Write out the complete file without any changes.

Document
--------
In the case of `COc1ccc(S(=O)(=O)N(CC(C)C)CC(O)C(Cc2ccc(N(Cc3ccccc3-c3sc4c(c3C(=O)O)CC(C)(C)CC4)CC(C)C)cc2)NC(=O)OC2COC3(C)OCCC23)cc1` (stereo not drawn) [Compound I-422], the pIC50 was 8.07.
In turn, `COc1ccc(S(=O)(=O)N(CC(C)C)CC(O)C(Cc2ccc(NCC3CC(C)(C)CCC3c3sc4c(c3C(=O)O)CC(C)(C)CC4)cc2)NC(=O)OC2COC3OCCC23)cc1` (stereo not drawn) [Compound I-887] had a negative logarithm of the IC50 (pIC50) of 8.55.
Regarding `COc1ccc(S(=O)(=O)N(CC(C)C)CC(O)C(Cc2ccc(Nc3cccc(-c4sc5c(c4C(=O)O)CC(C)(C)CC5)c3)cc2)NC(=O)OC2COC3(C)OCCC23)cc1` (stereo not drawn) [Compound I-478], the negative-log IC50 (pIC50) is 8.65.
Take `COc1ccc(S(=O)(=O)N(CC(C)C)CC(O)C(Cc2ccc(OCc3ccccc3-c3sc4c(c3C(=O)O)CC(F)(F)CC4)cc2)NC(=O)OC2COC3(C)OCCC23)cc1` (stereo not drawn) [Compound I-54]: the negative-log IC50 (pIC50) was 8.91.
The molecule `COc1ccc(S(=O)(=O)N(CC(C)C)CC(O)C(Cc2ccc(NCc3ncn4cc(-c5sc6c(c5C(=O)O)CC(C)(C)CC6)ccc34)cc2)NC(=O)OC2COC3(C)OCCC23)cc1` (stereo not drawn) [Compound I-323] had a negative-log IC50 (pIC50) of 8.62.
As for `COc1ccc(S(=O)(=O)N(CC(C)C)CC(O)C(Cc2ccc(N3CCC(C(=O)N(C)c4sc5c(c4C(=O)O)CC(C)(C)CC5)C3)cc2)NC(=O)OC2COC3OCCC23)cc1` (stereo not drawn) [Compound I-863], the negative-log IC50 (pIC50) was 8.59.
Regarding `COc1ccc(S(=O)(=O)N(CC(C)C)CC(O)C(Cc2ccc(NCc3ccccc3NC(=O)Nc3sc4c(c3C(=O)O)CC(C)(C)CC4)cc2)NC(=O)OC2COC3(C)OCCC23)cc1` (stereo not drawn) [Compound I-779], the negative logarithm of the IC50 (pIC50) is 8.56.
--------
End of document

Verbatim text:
In the case of `COc1ccc(S(=O)(=O)N(CC(C)C)CC(O)C(Cc2ccc(N(Cc3ccccc3-c3sc4c(c3C(=O)O)CC(C)(C)CC4)CC(C)C)cc2)NC(=O)OC2COC3(C)OCCC23)cc1` (stereo not drawn) [Compound I-422], the pIC50 was 8.07.
In turn, `COc1ccc(S(=O)(=O)N(CC(C)C)CC(O)C(Cc2ccc(NCC3CC(C)(C)CCC3c3sc4c(c3C(=O)O)CC(C)(C)CC4)cc2)NC(=O)OC2COC3OCCC23)cc1` (stereo not drawn) [Compound I-887] had a negative logarithm of the IC50 (pIC50) of 8.55.
Regarding `COc1ccc(S(=O)(=O)N(CC(C)C)CC(O)C(Cc2ccc(Nc3cccc(-c4sc5c(c4C(=O)O)CC(C)(C)CC5)c3)cc2)NC(=O)OC2COC3(C)OCCC23)cc1` (stereo not drawn) [Compound I-478], the negative-log IC50 (pIC50) is 8.65.
Take `COc1ccc(S(=O)(=O)N(CC(C)C)CC(O)C(Cc2ccc(OCc3ccccc3-c3sc4c(c3C(=O)O)CC(F)(F)CC4)cc2)NC(=O)OC2COC3(C)OCCC23)cc1` (stereo not drawn) [Compound I-54]: the negative-log IC50 (pIC50) was 8.91.
The molecule `COc1ccc(S(=O)(=O)N(CC(C)C)CC(O)C(Cc2ccc(NCc3ncn4cc(-c5sc6c(c5C(=O)O)CC(C)(C)CC6)ccc34)cc2)NC(=O)OC2COC3(C)OCCC23)cc1` (stereo not drawn) [Compound I-323] had a negative-log IC50 (pIC50) of 8.62.
As for `COc1ccc(S(=O)(=O)N(CC(C)C)CC(O)C(Cc2ccc(N3CCC(C(=O)N(C)c4sc5c(c4C(=O)O)CC(C)(C)CC5)C3)cc2)NC(=O)OC2COC3OCCC23)cc1` (stereo not drawn) [Compound I-863], the negative-log IC50 (pIC50) was 8.59.
Regarding `COc1ccc(S(=O)(=O)N(CC(C)C)CC(O)C(Cc2ccc(NCc3ccccc3NC(=O)Nc3sc4c(c3C(=O)O)CC(C)(C)CC4)cc2)NC(=O)OC2COC3(C)OCCC23)cc1` (stereo not drawn) [Compound I-779], the negative logarithm of the IC50 (pIC50) is 8.56.